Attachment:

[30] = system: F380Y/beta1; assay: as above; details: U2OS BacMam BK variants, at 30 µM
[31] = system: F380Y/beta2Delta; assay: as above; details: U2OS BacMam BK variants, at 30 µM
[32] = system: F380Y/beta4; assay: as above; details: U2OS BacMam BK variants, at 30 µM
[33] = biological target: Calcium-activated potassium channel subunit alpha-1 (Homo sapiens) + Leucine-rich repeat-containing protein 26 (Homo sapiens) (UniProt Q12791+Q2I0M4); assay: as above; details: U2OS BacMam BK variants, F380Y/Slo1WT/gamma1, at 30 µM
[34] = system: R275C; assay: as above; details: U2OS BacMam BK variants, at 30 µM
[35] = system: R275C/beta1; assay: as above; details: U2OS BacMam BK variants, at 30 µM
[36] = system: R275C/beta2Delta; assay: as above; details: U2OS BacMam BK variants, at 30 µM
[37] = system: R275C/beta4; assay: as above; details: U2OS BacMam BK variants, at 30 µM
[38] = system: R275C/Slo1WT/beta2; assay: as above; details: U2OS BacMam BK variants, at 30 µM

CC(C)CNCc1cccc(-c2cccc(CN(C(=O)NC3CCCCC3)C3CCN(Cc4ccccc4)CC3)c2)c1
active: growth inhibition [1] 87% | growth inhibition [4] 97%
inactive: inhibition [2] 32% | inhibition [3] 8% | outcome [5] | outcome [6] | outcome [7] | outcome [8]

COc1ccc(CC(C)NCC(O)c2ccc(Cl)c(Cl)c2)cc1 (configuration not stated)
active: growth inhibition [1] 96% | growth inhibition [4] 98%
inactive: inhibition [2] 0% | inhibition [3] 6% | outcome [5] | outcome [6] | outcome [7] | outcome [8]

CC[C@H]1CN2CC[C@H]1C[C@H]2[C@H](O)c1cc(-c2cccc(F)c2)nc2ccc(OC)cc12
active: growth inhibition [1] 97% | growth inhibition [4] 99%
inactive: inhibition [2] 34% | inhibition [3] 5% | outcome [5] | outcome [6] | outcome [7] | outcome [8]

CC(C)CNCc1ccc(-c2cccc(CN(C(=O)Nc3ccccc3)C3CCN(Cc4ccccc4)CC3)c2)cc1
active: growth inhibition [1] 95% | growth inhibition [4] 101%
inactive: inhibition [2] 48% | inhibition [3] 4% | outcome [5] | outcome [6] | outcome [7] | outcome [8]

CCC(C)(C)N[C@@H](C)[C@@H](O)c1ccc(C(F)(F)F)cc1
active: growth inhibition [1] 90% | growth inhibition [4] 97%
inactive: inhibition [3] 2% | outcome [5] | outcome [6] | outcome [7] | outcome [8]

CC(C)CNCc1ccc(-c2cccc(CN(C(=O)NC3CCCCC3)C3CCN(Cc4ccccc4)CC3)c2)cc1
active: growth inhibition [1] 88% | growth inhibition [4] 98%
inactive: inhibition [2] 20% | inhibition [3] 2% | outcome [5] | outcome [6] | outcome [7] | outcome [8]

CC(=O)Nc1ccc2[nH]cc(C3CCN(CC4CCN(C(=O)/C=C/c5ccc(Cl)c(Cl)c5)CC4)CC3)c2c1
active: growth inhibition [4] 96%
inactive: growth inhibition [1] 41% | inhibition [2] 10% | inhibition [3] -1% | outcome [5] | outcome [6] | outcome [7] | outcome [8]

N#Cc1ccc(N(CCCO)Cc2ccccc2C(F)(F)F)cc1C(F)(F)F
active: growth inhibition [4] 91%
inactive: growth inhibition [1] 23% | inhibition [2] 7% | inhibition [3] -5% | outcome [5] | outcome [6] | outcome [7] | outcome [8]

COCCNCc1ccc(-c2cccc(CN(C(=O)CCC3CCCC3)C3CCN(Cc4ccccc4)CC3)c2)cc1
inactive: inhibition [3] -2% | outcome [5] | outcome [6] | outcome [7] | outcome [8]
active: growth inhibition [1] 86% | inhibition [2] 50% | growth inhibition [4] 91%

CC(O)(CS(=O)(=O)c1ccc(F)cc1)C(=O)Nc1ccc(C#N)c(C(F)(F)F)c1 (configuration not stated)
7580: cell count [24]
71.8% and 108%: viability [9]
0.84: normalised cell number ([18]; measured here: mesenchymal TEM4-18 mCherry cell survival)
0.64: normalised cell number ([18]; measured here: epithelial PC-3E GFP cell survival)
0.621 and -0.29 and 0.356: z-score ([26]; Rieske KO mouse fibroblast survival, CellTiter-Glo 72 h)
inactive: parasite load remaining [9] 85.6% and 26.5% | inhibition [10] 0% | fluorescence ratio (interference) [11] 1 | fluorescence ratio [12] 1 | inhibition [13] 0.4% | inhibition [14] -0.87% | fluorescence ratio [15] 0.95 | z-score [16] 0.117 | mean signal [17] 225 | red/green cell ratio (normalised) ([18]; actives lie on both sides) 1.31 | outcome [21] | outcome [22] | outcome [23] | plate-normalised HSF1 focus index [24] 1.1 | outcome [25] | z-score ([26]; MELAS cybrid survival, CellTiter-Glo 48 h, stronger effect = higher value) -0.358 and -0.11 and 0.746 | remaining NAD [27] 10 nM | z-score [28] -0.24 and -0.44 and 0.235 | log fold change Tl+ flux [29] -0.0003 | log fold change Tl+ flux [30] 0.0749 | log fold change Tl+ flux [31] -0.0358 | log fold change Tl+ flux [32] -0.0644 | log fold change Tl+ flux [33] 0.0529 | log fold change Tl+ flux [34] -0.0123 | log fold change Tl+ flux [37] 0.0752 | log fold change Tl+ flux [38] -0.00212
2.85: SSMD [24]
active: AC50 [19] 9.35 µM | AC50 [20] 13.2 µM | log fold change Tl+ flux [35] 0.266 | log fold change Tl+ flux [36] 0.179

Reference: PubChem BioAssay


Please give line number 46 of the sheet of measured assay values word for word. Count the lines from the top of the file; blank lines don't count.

Reference: PubChem BioAssay